For 4,000 years, the art of enamelling has continued to embellish a wide variety of decorative objects. This technique requires consummate manual mastery as well as great experience of the basic materials – enamels and their composition – as well as the art of fire. Enamel is in fact a composite melting material, made from different minerals to which metallic oxides are added to obtain colour. It is generally used in the form of a powder which, in Haute Horlogerie, is applied to a metal base (copper, silver or gold) in thin layers successively fired in a kiln. The term grand feu enamel is used when the melting point is obtained at a higher temperature than conventional enamels, i.e. between 820°C and 850°C. " The kiln process is always a magical experience that is difficult to control. All the enameller's art is revealed in the fire”, explains Vacheron Constantin's master enameller.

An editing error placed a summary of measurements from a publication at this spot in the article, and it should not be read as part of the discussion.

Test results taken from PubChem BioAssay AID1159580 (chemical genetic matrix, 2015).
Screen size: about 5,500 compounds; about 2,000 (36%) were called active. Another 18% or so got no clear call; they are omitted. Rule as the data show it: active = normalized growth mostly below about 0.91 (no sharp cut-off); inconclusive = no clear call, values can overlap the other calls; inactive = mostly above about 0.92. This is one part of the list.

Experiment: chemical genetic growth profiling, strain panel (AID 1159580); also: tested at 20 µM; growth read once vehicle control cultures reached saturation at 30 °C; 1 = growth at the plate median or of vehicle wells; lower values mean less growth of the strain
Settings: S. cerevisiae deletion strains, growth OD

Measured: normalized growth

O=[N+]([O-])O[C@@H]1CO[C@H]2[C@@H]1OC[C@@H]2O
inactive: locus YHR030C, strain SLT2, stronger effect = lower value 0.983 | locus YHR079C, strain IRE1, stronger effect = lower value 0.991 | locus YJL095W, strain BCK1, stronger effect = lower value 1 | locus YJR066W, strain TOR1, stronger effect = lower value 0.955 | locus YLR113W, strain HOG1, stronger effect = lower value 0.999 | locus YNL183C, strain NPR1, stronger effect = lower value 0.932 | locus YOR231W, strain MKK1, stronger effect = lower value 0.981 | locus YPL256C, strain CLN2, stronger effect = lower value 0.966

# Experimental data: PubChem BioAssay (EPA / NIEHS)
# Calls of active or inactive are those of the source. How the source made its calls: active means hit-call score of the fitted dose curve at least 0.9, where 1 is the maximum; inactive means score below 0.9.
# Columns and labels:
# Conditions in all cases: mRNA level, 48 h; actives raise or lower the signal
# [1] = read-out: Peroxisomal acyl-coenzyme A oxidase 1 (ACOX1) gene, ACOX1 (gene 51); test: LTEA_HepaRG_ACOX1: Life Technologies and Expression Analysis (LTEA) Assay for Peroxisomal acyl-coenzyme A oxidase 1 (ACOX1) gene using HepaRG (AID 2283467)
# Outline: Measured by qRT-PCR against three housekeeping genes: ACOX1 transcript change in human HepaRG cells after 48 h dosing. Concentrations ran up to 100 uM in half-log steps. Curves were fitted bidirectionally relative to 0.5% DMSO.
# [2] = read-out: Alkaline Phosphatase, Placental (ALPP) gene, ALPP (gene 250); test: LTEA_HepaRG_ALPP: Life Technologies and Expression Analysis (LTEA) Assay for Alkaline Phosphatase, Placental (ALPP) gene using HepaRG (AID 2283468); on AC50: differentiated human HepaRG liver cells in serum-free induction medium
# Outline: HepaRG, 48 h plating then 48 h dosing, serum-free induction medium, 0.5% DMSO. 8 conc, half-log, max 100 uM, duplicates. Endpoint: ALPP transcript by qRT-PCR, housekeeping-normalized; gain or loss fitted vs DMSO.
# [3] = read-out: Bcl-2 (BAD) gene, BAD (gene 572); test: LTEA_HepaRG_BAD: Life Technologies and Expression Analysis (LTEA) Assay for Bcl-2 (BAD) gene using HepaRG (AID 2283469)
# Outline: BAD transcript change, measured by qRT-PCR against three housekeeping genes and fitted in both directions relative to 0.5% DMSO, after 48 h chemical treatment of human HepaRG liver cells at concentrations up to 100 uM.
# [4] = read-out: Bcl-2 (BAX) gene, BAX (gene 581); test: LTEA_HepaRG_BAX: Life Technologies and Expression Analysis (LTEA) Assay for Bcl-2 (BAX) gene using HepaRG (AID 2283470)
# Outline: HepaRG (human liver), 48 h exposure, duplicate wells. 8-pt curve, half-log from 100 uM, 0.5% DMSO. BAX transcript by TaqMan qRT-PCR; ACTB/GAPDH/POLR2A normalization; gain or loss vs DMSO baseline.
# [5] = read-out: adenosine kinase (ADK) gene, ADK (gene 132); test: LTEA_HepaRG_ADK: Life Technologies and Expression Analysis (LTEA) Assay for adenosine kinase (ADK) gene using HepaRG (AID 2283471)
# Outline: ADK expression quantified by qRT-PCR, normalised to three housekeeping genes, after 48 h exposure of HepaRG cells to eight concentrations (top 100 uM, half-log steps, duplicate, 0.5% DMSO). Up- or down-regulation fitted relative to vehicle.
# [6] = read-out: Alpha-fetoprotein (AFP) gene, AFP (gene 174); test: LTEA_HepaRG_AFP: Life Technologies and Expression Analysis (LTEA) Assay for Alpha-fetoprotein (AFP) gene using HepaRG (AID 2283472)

Whatever the technique involved, the enameller uses an extremely fine brush to apply the enamel powder in the chosen colour. After the first application of colour, the piece undergoes a first firing at around 800°C. Then the artisan continues his work by adding a second colour which requires a new passage in the kiln, repeating the operation as many times as necessary to cover the whole palette of colours of the motif to be created, with the constant concern of achieving these successive firings without altering the piece: a crack in the enamel, the emergence of micro-bubbles on the surface, colours which burn during a passage in the kiln inevitably destroy the work already done.
“The enameller’s art is revealed in the fire.”
In order to practice his art, the Vacheron Constantin master artisan ensures he has the right enamel powders at his disposal; some of them, veritable historical alchemist’s blends, date back a hundred years. For the Maison, enamelling is an artistic craft based on a heritage that has been scrupulously safeguarded over the centuries. Vacheron Constantin’s enameller is thus one of the few to perpetuate the tradition of miniature painting and grisaille enamelling, considered the pinnacle of Haute Horlogerie.